(New York) The American semiconductor giant Intel will invest up to 4.6 billion dollars to build a new site in Poland, with the creation of around 2,000 direct jobs, it announced Friday in a press release.

The new site, which will be located in Wroclaw, in the southwest of the country, will be dedicated to the assembly and testing of semiconductors, in anticipation of “anticipated demand” in the coming years, Intel says. Several thousand indirect jobs should also be created.

At a time when Europe is questioning its industrial sovereignty in this growing sector, Intel announced last year a major investment plan to produce electronic chips in Europe, up to 80 billion. euros over ten years.

Intel already has a factory producing silicon wafers (very thin discs of semi-conductor material on which integrated circuits and chips are etched) in Ireland, and also has a major investment project – for 17 billion euros – in Germany, in the Magdeburg region.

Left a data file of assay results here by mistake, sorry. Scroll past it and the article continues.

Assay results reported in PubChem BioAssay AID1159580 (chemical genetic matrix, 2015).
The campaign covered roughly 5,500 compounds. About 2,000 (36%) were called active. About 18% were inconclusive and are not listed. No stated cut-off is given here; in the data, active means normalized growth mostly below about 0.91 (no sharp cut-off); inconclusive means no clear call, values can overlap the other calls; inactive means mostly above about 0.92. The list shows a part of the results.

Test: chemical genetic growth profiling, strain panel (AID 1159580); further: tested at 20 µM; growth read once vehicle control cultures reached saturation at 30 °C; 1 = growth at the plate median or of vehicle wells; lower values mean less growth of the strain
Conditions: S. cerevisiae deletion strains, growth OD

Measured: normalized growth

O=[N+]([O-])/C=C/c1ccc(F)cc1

The construction of this plant, which was to begin in the first half of 2023, has however still not started, in particular against a background of inflation. Additional state aid from Germany was being considered, the German economy ministry recently acknowledged.

The geographic proximity between these sites and proposed sites “will both improve the resilience and cost efficiency of the semiconductor supply chain in Europe,” Intel argues.

The production of semiconductors is at the heart of Europe’s concerns, as they are so important for the industry of the future. The European Parliament and EU member states reached agreement in mid-April on a plan to develop this industry in the region, to reduce its dependence on Asia.

The stated objective is to reach 20% of world production in 2030, i.e. twice as much as today.

At the same time, the United States has drawn hundreds of billions of dollars in subsidies, via the Inflation Reduction Act (IRA), especially for this sector.